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Leadership Thought #209 – 15 Things Employers and Employees Can Do To Make Work More Enjoyable

September 4, 2015

Free Group oO People Having A Meeting Stock Photo

As we approach another Labor Day it’s depressing how many people dread going to work.  I’ve read many different statistics, some saying as much as 90% of employees are unhappy with their job.  Since we spend a significant part of our adult life working, this means that most people will spend a good deal of time unhappy or uninspired in their career.  I have a tough time getting my head wrapped around this issue.  Why would employees or employers accept this reality?  This must be why individuals change jobs so frequently these days.  They are searching for something the data says they have little chance of ever finding.

As in all endeavors, success and happiness is a two-way street.  While very few people end up with their dream job, there are strategies/tactics both employers and employees can use to increase the overall levels of workplace satisfaction:


  1. Starting at the very top of the organization, make sure that the leaders/managers/supervisors model the positive behaviors you would like to instill in the culture – treat people with courtesy and respect;
  2. Use a basic personality profiling tools as part of the hiring process (and for existing employees) to get a better understanding of who you are dealing with and the best ways to connect with them – make sure their supervisors have a copy of the results and know how to use the information;
  3. Ensure that there is no ambiguity in job descriptions and that everyone involved knows what success looks like for a given position;
  4. Develop career plans for all employees and be honest about advancement potential;
  5. Every few years conducts a comprehensive skills assessment where you match the needs of the company against the talents of individual employees; do your best to align people with what they are good at and interested in;
  6. Make sure everyone has the proper level of training they need to do their job well, especially your supervisors and managers, on how to be good supervisors and managers;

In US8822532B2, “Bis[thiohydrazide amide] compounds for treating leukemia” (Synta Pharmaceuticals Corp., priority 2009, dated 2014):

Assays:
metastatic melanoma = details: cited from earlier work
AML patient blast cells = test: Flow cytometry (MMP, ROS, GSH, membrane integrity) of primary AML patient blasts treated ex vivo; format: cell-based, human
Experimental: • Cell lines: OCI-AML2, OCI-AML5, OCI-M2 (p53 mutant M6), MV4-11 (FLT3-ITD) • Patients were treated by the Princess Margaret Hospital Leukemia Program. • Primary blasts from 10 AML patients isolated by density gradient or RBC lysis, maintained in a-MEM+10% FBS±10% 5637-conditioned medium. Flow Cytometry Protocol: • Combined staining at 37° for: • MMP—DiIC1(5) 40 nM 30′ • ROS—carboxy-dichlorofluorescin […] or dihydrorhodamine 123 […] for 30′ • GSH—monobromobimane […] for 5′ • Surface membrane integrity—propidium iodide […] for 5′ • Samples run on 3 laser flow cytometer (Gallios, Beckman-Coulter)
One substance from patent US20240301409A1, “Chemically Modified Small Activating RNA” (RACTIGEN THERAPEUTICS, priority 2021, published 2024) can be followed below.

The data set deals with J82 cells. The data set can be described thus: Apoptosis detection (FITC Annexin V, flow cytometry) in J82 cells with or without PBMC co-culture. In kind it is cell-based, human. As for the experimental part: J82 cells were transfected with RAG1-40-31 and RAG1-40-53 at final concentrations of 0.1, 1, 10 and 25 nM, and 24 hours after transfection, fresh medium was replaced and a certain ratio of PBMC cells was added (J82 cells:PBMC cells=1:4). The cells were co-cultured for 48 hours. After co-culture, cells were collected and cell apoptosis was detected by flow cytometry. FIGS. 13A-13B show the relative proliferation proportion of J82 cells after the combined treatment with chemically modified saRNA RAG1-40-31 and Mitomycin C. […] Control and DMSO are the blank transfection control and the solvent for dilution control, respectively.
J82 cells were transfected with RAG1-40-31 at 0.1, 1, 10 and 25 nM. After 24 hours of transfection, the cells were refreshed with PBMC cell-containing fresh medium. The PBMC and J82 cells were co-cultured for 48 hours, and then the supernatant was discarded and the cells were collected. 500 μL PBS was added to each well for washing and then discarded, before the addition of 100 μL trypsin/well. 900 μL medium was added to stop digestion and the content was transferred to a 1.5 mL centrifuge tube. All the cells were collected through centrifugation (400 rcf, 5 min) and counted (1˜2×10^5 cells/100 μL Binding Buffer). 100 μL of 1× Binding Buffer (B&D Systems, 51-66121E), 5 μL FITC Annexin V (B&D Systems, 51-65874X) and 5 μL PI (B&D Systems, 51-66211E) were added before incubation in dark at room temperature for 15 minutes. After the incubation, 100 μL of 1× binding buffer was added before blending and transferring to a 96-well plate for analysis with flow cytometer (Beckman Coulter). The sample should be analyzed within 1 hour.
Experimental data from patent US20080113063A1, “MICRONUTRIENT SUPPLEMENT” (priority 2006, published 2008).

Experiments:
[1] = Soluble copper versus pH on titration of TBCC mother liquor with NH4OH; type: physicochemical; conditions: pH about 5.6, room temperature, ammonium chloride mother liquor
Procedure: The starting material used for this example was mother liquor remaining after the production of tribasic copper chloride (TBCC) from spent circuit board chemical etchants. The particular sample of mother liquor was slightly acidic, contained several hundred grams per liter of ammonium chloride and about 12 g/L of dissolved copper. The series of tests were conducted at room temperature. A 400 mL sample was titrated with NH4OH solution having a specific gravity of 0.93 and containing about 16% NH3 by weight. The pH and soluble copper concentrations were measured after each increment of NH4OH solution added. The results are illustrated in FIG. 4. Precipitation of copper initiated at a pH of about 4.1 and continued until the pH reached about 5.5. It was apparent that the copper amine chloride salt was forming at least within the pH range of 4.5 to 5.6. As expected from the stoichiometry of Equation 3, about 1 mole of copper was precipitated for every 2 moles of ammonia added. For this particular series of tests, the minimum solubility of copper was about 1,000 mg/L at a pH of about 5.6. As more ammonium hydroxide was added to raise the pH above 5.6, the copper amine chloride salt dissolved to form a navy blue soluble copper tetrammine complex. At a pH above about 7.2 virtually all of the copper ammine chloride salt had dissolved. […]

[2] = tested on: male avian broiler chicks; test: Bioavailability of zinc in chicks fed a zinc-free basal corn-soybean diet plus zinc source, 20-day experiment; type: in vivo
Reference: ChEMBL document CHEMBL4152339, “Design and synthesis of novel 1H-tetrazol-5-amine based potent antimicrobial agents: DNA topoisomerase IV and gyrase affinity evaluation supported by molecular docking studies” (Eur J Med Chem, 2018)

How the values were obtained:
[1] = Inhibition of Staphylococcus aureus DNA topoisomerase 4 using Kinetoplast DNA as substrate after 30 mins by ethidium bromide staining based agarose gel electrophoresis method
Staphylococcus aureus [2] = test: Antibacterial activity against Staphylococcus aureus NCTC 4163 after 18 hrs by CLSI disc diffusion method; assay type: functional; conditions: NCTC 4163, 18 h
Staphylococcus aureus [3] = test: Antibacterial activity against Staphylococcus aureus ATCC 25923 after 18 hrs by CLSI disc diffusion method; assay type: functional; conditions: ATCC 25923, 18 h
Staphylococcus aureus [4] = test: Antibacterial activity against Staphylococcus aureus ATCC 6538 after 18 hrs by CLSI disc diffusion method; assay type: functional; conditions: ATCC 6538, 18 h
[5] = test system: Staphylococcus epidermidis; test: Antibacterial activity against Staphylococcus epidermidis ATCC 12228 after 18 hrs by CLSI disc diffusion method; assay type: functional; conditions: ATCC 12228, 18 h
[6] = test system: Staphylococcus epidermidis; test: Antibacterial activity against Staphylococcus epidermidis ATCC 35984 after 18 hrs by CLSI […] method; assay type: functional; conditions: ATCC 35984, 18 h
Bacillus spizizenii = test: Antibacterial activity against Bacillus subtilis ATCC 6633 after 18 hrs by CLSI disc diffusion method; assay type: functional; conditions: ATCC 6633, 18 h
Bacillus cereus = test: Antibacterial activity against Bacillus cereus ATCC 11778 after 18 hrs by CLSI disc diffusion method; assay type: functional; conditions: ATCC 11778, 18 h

7. Get away from the annual performance review model and have more frequent conversations (recommend quarterly) about performance gaps and accomplishments;
  8. Publicly acknowledge it when employees go the extra mile or achieve a personal best;
  9. Conduct employee satisfaction surveys every six months and track the results by supervisor; administer a comprehensive 360 Degree assessment tools for anyone in a management position or higher every other year;
  10. Establish an Employee Morale Committee which meets on a quarterly basis to provide feedback and recommendations – membership should be a good representation of employees and have your point person on HR lead this group;
  11. Whenever possible be flexible in your work model – leverage technology to make people’s work lives easier;
  12. Get rid of “bad apples” quickly – they demoralize other people and taint your leadership credibility;
  13. Be honest and transparent in company-wide communications; people want to know the truth and in the absence of the truth they will make it up on their own which usually ends up being different from reality;
  14. Provide access to employee training opportunities around real-life issues such as personal financial planning, buying a home; managing eldercare responsibilities, etc.;
  15. Sponsor semi-regular social events at work – strive to create a sense of community.


  1. Practice regular self-reflection and continually assess where you are against where you would like to be – I encourage daily journaling;
  2. Take responsibility for your own career and be proactive about gaining new skills and taking on new assignments;
  3. Volunteer for committees or work groups that stretch you outside of your comfort zone;
  4. See yourself as part of a team not just an individual performer;
  5. Be accountable for your actions – don’t pass the buck;
  6. Ask for help when you don’t know how to do something and speak up when you are unsure or disagree with the approach – don’t just nod your head yes because this will only lead to worse stress/conflict down the road;
  7. Instead of spending time identifying everything that is wrong or broken about the organization, make sure you also look for and acknowledge what is right and working well;
  8. Complain up not down – have the courage of your convictions;
  9. Don’t just complain when you don’t like something, also offer well thought out solutions – there is a difference between a genuine complaint and whining;
  10. Be up front and honest with your supervisor about your personal situation including being proactive about communicating issues that may affect you at work – in most cases people will be understanding and work with you;
  11. If you are having problems at home deal with them like an adult rather than avoiding the issue and transferring the stress to your work environment;
  12. Focus on living a healthier lifestyle – fit bodies and clear minds lead to a happier outlook on life;
  13. Treat people with courtesy and respect – model the behavior you want to receive from others especially when it is not always easy to do so;
  14. Have passions/interests that you cultivate outside of work – strive to be a multi-dimensional person;
  15. After spending some time working on it, if you are truly unhappy with the organization or job then leave and do something else – all parties will be happier.